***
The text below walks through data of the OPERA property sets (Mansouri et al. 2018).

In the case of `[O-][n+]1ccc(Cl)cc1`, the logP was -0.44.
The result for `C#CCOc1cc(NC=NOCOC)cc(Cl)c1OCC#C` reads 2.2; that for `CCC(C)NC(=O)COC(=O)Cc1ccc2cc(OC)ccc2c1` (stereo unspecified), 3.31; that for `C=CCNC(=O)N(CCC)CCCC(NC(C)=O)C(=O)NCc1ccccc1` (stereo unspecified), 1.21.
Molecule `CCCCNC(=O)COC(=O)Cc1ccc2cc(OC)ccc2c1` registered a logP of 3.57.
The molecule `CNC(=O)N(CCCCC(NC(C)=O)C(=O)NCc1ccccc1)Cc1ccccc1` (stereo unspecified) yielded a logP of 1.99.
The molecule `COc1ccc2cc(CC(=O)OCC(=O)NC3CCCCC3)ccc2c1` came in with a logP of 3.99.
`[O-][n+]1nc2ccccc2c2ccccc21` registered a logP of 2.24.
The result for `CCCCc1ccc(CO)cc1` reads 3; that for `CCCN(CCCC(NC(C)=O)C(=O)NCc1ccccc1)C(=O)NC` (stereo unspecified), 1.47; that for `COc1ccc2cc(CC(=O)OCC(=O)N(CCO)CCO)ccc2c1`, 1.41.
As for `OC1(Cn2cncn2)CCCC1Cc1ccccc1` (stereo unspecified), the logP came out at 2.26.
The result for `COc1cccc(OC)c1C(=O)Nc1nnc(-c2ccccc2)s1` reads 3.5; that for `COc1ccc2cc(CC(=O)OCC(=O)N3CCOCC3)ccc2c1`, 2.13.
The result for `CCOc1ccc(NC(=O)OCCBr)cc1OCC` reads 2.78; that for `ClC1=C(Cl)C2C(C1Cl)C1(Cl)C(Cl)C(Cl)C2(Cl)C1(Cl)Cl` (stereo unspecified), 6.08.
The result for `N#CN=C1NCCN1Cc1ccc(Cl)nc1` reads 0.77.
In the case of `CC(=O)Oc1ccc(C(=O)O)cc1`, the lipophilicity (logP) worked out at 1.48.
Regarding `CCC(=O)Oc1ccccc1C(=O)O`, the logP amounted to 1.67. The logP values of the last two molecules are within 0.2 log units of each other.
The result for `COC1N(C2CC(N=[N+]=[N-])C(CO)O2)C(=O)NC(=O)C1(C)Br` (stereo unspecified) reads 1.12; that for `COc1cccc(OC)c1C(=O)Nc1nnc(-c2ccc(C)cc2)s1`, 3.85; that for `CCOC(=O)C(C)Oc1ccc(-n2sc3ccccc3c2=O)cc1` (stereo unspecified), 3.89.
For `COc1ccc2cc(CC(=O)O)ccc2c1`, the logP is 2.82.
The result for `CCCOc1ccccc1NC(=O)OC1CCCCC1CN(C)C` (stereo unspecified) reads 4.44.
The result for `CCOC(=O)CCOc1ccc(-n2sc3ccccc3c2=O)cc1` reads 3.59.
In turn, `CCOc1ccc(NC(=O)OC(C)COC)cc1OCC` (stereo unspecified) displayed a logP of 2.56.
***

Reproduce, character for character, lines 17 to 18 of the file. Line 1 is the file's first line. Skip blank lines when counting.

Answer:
The result for `CCCOc1ccccc1NC(=O)OC1CCCCC1CN(C)C` (stereo unspecified) reads 4.44.
The result for `CCOC(=O)CCOc1ccc(-n2sc3ccccc3c2=O)cc1` reads 3.59.